The foods in the photograph above make me happy! I love the hot red of the chilli peppers, the earthy textured dark of the Haas avocado, my all time favourite, that little peppery creamy French brie plus those tiny tomatoes which baked with rosemary sprigs slowly are a prefect companion to any salad.
I just find food and meals just so wholesomely human really – a simple and genuine full circle of love, caring and shopping with sustainability in mind. I do try and temper my desire to cook and experiment with consience and our small planet is constantly in my thoughts. Growing up in the 60s/70s on a small dairy farm taught me much about the land, farming and the farmers lot. I try to buy my dairy products from sustainably run or organic farms. I like small holdings and kind farmers and large agri-business tend to make me nervous. Cruelty-free food seems to make my meals taste so much more satisfying all round. And having frugal parents who were also avid food-lovers taught me to waste as little as possible and to re-compost that which was unusable.
Preparing food is something most of us do for ourselves and our loved ones every day of our lives. We share meals, buy/trade/grow/ store food, throw away food (alas) and plan our next meal every single human day. As for me – I teach kids & adults about cooking, develop new recipes, write and read about food (and the behaviours/habits which surround it) from morning through to night. And I have spent many a glorious hour exchanging recipes, sharing food memories and just chewing the fat with people all over the world. Time spend teaching and talking food makes me as happy as an organically farmed pig in clover, oh, it does. Food is beautiful, colourful, smell-licious and divine.
Food -motion. Food-ire, Fear of Food…..
However, there is the food-motion side of things. Mention ideas such as healthy eating, home cooking, slow food, meatless Mondays, smaller chocochip cookies, those unneeded sports drinks, more dark brown bread, using lots of spices and fresh herbs and then you start to get into some dark and emotionally-edgy conversations. Sometimes I feel a great chilliness hovering above my food laden table, often I am surprised to find that people feel threatened and challenged. I am rather shocked that people seem so unaware of the epidemic of diabetes and the rates of adult obesity in developed countries given the constant media coverage.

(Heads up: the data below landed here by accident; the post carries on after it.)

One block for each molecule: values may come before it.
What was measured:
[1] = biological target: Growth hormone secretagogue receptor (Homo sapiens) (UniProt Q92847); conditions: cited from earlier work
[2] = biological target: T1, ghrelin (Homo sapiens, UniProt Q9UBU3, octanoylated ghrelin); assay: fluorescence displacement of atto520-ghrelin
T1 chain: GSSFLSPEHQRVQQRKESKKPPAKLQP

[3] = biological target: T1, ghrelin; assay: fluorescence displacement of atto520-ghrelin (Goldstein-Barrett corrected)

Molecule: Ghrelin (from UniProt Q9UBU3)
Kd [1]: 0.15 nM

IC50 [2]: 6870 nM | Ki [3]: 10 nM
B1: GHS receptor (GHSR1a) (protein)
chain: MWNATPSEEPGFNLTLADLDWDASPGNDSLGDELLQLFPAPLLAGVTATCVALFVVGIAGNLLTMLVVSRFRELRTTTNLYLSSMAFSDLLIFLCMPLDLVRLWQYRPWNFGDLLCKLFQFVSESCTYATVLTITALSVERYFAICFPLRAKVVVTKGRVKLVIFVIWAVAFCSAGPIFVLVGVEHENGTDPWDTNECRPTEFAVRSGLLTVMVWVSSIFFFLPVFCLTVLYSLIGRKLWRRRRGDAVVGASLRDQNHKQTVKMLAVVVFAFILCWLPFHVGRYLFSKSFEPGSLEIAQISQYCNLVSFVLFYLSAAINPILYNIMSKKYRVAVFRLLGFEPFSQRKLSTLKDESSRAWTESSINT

It never ceases to amaze me how Jamie Oliver attracted such bile for suggesting we should do more cooking in our homes and schools both in the UK and the US – thanks Jamie, you got us thinking although I wish more of us would watch your speech on Ted.com (2010 Ted Winner). Really, Jamie was not trying to make anyone feel bad, he just wants us to cook great food and consume it. Food is glorious, a priveledge to eat and have accesss to. So many in our world can’t get a good square meal that it would be a shame not to put our best into what we have and to teach our kids how to as well! It is central to our human lives and we all need to learn more about it.
I believe that learning to cook is a great skill to have, teaching us manual dexterity, organizational and managerial skills, chemistry, intuition, self-efficacy, confidence and above all teaching our knowledge about where food comes from and how it impacts on our planet. On a lighter side, it is just such fun and for that little extra bonus you get to eat the end result. My next cooking course “Eating A Rainbow” – simple, delicious dishes from around the world will be taught at The Hungry Mind Centre, just by the International School of The Hague on March 19 and 26th – come and join me if you fancy – register via http://www.thehungrymind.nl or phone 070 3681804.